What is a special guardianship order?
A special guardianship order is an order that can be granted by the court in relation to a child in your care up until they reach 18 years of age. Whilst it does not remove parental responsibility from the child’s parents, it does grant you overriding parental responsibility which therefore ensures that you are able to make decisions on a day to day basis on the child’s welfare.
Can I apply for a special guardianship order?
Certain categories of people can apply to become a special guardian:
- Any guardian of the child;
- Any individual in whose favour a child arrangement order was in force with respect to the child;
- A Local Authority foster carer with whom the child has lived for a period of at least one year immediately preceding the application;
- A relative with whom the child has lived for a period of at least one year immediately preceding the application;
- If the child is in the care of the Local Authority, any person who has consent of the Local Authority;
- Anyone with whom the child has lived for at least three out of the last five years;
- Anyone who has been granted leave of the court.
You cannot apply to become a special guardian if you are either under 18 years of age or the parent of the child.
What do I have to do if I want to become a special guardian?
You will have to notify the Local Authority in writing that you wish to be assessed as a special guardian for the child. Once the Local Authority has receipt of your written notification it will have to undertake an assessment of you within three months. There is statutory guidance which clearly sets out what needs to be taken into consideration in any assessment undertaken by the Local Authority and it will then have to provide a written report which you will have access to. In addition, the Local Authority should also take into consideration your means and financial resources by way of a financial assessment to ascertain whether you are eligible for financial assistance. Again there is statutory guidance which clearly sets out what needs to be taken into consideration when undertaking such an assessment.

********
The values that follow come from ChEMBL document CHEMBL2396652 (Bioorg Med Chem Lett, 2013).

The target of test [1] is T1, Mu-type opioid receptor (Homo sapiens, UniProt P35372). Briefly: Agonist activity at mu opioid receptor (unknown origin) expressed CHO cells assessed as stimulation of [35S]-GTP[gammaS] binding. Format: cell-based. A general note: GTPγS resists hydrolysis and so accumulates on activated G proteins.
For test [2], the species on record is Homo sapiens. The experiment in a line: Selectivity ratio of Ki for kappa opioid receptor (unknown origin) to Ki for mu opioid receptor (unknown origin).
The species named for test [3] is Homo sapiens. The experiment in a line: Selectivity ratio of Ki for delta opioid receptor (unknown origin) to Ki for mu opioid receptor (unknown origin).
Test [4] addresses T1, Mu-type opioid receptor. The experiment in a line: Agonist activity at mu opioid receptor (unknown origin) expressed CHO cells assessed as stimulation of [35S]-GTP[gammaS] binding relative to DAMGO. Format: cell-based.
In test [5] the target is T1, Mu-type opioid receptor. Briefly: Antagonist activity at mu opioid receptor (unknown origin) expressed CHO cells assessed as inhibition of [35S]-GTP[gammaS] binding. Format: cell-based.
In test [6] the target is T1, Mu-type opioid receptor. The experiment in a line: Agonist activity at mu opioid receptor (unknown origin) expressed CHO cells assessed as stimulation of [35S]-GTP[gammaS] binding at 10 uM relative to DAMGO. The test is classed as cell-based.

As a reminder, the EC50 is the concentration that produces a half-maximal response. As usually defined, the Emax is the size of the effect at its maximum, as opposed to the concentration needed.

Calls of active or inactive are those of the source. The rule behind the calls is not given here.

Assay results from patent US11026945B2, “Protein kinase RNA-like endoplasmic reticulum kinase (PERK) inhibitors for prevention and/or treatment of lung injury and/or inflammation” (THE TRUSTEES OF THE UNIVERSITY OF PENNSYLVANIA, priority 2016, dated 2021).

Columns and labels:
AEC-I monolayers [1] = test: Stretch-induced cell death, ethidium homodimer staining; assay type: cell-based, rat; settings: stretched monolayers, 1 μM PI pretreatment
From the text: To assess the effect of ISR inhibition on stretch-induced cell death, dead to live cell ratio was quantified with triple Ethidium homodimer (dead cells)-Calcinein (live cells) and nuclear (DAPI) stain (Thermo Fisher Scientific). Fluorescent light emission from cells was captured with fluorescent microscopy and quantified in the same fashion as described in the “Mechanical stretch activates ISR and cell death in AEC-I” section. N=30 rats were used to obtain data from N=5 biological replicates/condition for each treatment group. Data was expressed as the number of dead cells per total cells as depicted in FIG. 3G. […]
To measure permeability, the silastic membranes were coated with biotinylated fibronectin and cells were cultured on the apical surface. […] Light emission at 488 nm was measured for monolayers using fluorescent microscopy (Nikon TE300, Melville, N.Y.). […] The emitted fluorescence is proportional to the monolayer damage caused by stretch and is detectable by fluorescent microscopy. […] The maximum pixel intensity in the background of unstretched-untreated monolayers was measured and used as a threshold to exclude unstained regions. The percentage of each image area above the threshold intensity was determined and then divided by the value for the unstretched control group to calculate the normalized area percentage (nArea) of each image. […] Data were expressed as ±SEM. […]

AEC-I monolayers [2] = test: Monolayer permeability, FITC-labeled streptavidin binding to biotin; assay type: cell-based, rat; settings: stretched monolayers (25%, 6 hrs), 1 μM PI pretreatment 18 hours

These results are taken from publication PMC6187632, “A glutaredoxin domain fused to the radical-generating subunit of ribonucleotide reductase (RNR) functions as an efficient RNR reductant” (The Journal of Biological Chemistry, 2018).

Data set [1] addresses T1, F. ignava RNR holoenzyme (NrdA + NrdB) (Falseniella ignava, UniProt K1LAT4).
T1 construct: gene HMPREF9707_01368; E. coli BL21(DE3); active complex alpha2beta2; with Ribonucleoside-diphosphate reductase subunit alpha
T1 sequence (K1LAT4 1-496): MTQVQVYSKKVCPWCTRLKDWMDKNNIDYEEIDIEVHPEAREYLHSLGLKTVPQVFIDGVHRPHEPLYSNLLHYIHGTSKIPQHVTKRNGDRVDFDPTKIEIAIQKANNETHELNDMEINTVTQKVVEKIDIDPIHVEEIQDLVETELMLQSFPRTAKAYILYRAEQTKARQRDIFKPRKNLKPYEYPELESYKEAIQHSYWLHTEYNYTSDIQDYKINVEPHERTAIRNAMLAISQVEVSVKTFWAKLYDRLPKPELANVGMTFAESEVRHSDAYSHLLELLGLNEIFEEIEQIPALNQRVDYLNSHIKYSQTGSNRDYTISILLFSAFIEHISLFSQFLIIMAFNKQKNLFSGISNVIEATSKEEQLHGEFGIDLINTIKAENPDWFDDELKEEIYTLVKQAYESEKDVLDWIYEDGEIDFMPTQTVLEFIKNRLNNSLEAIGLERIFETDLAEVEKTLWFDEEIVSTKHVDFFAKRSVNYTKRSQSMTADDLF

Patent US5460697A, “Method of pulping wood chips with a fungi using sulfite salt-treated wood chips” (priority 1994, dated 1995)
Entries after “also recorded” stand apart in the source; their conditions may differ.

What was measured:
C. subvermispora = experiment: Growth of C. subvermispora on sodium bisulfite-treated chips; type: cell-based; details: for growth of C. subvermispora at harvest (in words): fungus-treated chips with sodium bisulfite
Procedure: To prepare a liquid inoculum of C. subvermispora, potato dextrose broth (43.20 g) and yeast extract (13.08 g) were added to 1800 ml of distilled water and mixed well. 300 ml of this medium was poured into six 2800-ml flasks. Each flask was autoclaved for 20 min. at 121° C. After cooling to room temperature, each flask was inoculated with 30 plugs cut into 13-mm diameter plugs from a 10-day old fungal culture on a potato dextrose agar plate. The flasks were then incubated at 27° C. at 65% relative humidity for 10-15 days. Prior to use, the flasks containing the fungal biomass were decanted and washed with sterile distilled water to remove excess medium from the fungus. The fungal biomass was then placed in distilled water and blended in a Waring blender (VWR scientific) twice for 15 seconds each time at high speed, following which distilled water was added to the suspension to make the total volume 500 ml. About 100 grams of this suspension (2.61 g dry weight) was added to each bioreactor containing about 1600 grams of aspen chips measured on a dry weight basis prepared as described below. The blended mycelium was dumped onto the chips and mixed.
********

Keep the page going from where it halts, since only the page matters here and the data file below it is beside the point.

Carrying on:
It may be that you have put yourself forward to be assessed as a special guardian during the course of care proceedings in which case a separate application is not deemed necessary. If however there are no existing proceedings ongoing in relation to the child you may have to make a stand alone application.
What are my rights as a special guardian?
If you are granted a special guardianship order you will have overriding parental responsibility. This means you will be entitled to make welfare decisions on a day to day basis in respect of the child in your care. That being said there are circumstances in which your parental responsibility does not mean that you can act without the consent of the other people that share parental responsibility:
- You cannot change the child’s name;
- You cannot remove the child from the country for more than 3 months;
- You cannot consent to the child being adopted.
If a Local Authority is recommending that you are granted a special guardianship order then it must provide a support plan alongside its assessment which sets out what support you will be entitled to if an order is made. You may also be entitled to financial support but this will be subject to an assessment. Any support put in place must be reviewed by the Local Authority in cases where either your’s or the child’s circumstances change. Any financial support must be assessed periodically.
Contact our Special Guardianship Order Solicitors in Wakefield on 01924 332395.